Hey, remember Jericho? No, not Clive Barker’s Clive Barker’s Jericho (by Clive Barker) – the 2006-2008 CBS TV series. Not ringing any bells? Of course not. Barely anyone paid much attention to it during the original run and it’s hard to imagine that too many of the folks who did are still carrying a torch for it now.
Or… maybe enough of them are? Quoth TV Guide:
TV Guide Magazine confirms that Netflix has approached CBS about reviving cult fave Jericho — and the network, through its CBS TV Studios production arm, is considering it. The drama, which followed the residents of a small Kansas town in the wake of a nuclear attack, has been off the air since 2008.
Repeats of Jericho remain popular on Netflix’s on-demand service, even four years after the show’s cancellation. Insiders say Netflix execs would love to emulate the revival of Fox’s Arrested Development, which is expected to return on Netflix with new episodes in 2013, seven years after the show ended its run. Like Arrested fans, Jericho’s are a passionate bunch: CBS renewed the post-apocalyptic show for a second season in 2007 after viewers bombarded the network with cases of peanuts.
The peanuts thing was pretty fun, wasn’t it?
Okay, so I wasn’t exactly a Jerichoholic or whatever the fans dubbed themselves, but I enjoyed it enough back in the day to find this news intruiging. I’m posting about it, aren’t I? But here’s the problem: it ain’t Arrested Development. Sorry guys.
Resurrecting AD makes more sense: there’s more existing material to build on, post-cancellation DVD sales have always been strong, the fanbase is larger and easier to grow, new episodes can tie-in directly with the upcoming film, and it was a far bigger critical success.
Jericho doesn’t really have any of those things. Although to be fair, CBS didn’t give the show much of a chance to earn those things, either. So while I’d love to see the Second American Civil War storyline finally brought to the small screen where it belongs, I’ll totally understand the why’s and how’s involved if it doesn’t happen.
And now, a quick Jericho primer, just in case the deal actually does happen:
• Skeet Ulrich was the lead, frequently wearing all the clothes he owned at once.
• Lennie James was in it too, with an American accent (see The Walking Dead, as opposed to Snatch.) He was basically the “mysterious stranger” of the show, or “Garak-lite”. This made him the best character on the show pretty much by default.
• Esai Morales (Caprica) and Sprague Grayden (Sons of Anarchy) were also involved, rounding out the top-tier characters. At the bottom was Ashley Scott (Dark Angel, or Birds of Prey if you have a very good memory), who was very nearly the Lori Grimes of Jericho. So of course she had to be Skeet’s primary love interest. Of course.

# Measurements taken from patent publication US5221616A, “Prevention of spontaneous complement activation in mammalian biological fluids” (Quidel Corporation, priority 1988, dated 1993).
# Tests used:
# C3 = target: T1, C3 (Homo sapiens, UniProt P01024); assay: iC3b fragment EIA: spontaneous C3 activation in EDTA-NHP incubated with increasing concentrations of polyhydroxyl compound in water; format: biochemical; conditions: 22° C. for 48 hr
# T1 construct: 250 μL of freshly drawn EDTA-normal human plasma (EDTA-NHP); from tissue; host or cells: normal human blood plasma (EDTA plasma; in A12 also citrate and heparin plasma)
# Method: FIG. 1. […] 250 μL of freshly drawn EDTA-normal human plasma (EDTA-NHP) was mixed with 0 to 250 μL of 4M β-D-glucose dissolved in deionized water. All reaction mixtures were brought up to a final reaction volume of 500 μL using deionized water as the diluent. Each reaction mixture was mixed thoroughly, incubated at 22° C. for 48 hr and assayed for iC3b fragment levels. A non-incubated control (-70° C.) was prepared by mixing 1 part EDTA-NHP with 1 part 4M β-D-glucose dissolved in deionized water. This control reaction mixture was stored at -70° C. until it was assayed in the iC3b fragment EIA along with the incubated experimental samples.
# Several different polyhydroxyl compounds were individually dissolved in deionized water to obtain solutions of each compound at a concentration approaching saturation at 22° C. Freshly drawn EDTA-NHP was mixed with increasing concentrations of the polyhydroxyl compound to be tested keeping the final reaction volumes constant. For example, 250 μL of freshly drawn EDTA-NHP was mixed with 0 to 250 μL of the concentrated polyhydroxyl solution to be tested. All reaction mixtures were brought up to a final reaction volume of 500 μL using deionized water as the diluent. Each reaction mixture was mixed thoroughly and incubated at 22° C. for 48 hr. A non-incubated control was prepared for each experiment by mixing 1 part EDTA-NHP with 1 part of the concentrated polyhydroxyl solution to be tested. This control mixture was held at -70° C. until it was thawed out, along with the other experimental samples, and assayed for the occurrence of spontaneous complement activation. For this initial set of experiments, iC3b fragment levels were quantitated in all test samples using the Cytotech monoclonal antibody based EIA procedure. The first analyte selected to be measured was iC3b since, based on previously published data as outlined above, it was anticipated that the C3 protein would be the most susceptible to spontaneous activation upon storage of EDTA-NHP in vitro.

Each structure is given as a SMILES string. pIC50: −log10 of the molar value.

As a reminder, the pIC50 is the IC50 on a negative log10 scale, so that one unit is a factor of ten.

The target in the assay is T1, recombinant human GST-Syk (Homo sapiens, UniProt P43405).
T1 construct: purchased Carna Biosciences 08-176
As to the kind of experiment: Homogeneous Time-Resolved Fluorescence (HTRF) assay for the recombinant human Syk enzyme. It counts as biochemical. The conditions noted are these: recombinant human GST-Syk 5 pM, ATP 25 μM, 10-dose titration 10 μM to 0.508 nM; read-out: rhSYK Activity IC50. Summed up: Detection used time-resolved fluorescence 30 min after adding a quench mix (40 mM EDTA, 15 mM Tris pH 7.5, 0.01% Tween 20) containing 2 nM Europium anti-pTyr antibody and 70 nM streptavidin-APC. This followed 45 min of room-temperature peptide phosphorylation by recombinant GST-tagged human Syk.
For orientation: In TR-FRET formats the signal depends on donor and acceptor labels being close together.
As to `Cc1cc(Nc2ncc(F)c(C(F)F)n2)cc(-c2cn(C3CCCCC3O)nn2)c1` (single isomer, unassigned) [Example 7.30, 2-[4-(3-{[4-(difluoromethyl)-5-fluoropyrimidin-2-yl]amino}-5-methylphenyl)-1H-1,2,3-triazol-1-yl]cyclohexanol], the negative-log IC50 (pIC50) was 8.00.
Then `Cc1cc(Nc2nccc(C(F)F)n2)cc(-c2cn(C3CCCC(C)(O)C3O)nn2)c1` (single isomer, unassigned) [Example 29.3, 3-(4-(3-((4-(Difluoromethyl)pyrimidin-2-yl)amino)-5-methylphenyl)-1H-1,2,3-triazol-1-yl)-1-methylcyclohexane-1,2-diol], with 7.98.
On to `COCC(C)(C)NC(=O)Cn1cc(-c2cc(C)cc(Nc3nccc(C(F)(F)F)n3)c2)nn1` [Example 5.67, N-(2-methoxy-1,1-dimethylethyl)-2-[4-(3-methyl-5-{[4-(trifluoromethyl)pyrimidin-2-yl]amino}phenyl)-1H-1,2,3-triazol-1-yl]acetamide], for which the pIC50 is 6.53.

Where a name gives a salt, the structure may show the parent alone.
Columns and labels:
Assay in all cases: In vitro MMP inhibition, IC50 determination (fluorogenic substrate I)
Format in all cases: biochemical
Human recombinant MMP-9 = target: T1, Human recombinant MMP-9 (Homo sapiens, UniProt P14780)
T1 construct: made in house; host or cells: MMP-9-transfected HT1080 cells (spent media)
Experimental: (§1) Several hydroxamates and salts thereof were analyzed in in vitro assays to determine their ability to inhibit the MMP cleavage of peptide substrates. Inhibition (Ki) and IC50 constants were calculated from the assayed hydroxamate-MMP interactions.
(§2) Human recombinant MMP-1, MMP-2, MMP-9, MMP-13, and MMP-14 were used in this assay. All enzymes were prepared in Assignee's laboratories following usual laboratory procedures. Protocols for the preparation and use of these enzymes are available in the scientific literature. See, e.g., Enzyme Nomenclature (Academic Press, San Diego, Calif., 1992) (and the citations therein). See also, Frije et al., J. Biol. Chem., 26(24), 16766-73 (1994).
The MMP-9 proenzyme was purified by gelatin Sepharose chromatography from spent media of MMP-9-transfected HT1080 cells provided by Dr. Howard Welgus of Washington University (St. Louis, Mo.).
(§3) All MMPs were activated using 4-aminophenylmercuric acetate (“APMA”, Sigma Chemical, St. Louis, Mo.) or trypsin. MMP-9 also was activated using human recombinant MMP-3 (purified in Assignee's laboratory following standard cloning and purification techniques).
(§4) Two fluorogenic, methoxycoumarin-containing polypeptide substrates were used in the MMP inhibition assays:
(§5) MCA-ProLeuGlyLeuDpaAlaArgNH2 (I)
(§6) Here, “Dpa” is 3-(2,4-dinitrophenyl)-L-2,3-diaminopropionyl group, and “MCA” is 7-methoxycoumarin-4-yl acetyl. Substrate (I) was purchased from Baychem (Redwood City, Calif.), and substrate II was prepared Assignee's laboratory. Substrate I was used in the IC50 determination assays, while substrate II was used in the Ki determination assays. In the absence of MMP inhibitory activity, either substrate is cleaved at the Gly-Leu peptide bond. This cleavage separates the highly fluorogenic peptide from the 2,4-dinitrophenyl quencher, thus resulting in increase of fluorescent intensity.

• You can safely skip nearly half of the first season after the pilot. It was mostly a lot of soapy-ass fluff pieces until the midseason split. Mayoral races, barbecuing all the meat before it spoils, “I wonder if Lindsay Lohan survived the nukes”, stupid shit like that.
• It also took about that long for the show’s post-nuclear premise to finally start shining through. Combined with the soap opera stuff, that could be part of the reason why the show was cancelled in the first place; it could never decide if it wanted to be a small-town character drama or yet another attempt to mimic the mysteries of Lost, so a ton of time was wasted that could’ve been spent nurturing the myth arcs. Kind of like how, in my opinion, the first two seasons of aimless wandering killed Enterprise… but that’s another article entirely.
• As if to add an exclamation point onto all that waffling, cast photos often looked like this. Oh man. So post-apocalyptic.
• There’s a town in the second half of the first season that was inspired by The Hub from Fallout. Was it a coincidence that this is where Jericho started to get really, really good?
• The conspiracy stuff was mostly resolved by the end, but the civil war was just about to start in earnest. This time around it was East (old guard) vs. West (usurping faction) with Texas as the independent wildcard, because you don’t mess with Texas ah-heh heh heh. That would’ve been awesome and should be the first, best, and perhaps the only narrative reason to bring Jericho back.
So if any of those bullet points pique your interest, go check it out. Even if you regret it, you’ll only be out a few hours of your life.
Totally random curiosity, doesn’t have anything to do with anything: I wonder how well Firefly has been doing on Netflix?